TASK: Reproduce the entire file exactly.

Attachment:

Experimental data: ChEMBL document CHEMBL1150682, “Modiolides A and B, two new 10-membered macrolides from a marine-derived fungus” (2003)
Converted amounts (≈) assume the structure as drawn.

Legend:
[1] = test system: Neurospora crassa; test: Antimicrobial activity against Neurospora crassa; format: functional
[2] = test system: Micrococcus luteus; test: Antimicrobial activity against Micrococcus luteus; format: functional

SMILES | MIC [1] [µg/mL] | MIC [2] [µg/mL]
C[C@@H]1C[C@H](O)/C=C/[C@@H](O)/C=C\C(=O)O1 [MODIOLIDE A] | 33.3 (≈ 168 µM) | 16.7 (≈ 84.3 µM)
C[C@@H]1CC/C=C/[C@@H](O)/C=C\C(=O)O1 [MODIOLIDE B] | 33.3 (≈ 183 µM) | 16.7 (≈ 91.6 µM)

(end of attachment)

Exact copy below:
Experimental data: ChEMBL document CHEMBL1150682, “Modiolides A and B, two new 10-membered macrolides from a marine-derived fungus” (2003)
Converted amounts (≈) assume the structure as drawn.

Legend:
[1] = test system: Neurospora crassa; test: Antimicrobial activity against Neurospora crassa; format: functional
[2] = test system: Micrococcus luteus; test: Antimicrobial activity against Micrococcus luteus; format: functional

SMILES | MIC [1] [µg/mL] | MIC [2] [µg/mL]
C[C@@H]1C[C@H](O)/C=C/[C@@H](O)/C=C\C(=O)O1 [MODIOLIDE A] | 33.3 (≈ 168 µM) | 16.7 (≈ 84.3 µM)
C[C@@H]1CC/C=C/[C@@H](O)/C=C\C(=O)O1 [MODIOLIDE B] | 33.3 (≈ 183 µM) | 16.7 (≈ 91.6 µM)